European Movement UK

Britain's future is with Europe! Join the debate and put your opinion forward!

Foreign Secretary William Heague says he is keen to ensure that Britain is more active in the EU. He wants more British officials to occupy Director level positions in the European Commission and more staff at entry-level positions at the Commission to be British.

The question is what he intends to do with his new army of British Directors and functionnaires in the Commission? Is he aware that Commission officials are there to protect the interests of the EU as a whole rather than promote the agenda of a certain member state? The Commission is the EU’s engine, the guardian of the Treaties and the expression of the community way. I am aware of certain examples of very prominent and highly respected British Commission officials that have, in the not so distant past, been denied promotion for being too Communitarian. It is hypocritical to complain about the decrease in the number of British officials at Director level when he has something to do with that.

But there is a bigger issue here. The UK is indeed under-represented in the EU institutions. The question is why. Traditionally British officials are not encouraged to pursue careers in Brussels. It is not said explicitly but if one compares the support and tutoring offered to officials in other Member States when preparing for the EU institutions’ entry exams to that offered to British officials one gets the idea. A lot has to do with the atmosphere of eurosceptisism in British society, an atmosphere that Mr Hague has so greatly contributed to. When the EU and its institutions are constantly portrayed as evil, power-grabbing monsters, and at the same time as politically irrelevant, a young official, setting his or her career path will think twice of making the move in to the land of the damned.

It all boils down to what the Government attitude and public perception of the EU really is in the UK. If Mr Hague wants Britain to be more active in the EU he has to be more constructive, not just sound constructive. It is not enough to put your people in place, set them up in a defensive formation and simply resist anything ‘communitarian’ or ‘supranational’ that comes out of the Commission. Active engagement in the EU means producing ideas on how to promote and protect the collective interests of EU member states. Active engagement means contributing to the debate with more than red lines and opts outs. Above all active engagement with the EU starts at home. If Mr Hague is serious about putting Britain at the heart of the EU he must also put the EU at the heart of Britain. Until the British people have the benefits of EU membership clearly, honestly and objectively explained to them they will not be able to embrace the project of European integration. Mr Hague needs to work hard to change the negative image the EU has in the UK, a negative image he has worked so hard to cultivate. Once he has done that more Brits will want to work in the EU. To protect and promote both British and EU interests.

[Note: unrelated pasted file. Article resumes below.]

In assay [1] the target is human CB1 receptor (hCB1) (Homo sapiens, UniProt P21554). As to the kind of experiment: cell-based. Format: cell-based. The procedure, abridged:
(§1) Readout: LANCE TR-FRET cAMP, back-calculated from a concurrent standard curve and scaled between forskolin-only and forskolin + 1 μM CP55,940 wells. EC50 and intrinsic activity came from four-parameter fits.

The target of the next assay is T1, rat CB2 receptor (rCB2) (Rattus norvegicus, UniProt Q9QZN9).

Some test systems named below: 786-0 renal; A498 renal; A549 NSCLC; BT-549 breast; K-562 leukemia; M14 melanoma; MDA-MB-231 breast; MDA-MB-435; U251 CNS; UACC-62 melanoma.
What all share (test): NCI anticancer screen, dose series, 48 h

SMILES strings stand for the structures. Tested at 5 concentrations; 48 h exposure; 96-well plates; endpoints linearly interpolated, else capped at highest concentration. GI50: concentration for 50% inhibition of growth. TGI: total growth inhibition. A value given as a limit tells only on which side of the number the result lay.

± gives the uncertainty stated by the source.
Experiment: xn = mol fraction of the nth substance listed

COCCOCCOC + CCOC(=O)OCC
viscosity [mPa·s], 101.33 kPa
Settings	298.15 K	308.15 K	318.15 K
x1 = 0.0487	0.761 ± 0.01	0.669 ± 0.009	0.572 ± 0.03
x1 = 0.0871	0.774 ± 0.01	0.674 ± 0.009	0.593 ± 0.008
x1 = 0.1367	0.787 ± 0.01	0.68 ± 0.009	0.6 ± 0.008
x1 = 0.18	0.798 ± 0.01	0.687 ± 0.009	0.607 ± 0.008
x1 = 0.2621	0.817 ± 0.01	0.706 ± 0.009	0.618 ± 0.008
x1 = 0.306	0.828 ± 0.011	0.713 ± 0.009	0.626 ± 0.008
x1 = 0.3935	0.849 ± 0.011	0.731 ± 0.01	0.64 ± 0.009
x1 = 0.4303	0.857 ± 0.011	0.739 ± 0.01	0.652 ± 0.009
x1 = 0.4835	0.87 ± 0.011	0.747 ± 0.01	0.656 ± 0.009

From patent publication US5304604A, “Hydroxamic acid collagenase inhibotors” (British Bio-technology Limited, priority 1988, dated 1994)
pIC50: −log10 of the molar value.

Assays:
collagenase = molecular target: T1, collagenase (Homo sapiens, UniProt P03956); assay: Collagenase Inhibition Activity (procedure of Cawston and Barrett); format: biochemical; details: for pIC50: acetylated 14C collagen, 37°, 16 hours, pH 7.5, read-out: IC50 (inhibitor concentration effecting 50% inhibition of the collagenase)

Petros Fassoulas

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Comments

  1. “Active engagement in the EU means producing ideas on how to promote and protect the collective interests of EU member states.”

    ‘Active engagement in the EU’ means furthering the federalist agenda, and even Hague must realise that he has no mandate to do any such thing.

    “Until the British people have the benefits of EU membership clearly, honestly and objectively explained to them they will not be able to embrace the project of European integration.”

    It’s normal, of course, to assume that people don’t agree with you (as the majority of British people don’t) because your message hasn’t been explained clearly enough to them. What’s abnormal – and deeply resented – is that you then take tax-payers’ money – our money – to force your propaganda (sorry, I mean your ‘clear, honest and objective explanation’) down our throats. When your propaganda is directed at children our response goes beyond resentment, to anger. Hague is probably enough of a politician to be nervous of going too far down that road.

  2. It is often said – as in your blog entry – that many of the people of this country are eurosceptic. My observations over a long period lead me to suspect that they are europhobic.

    I am very suspicious of calls for a referendum on EU Membership – or whatever – because I do not think that nationally we are qualified to provide informed answers.

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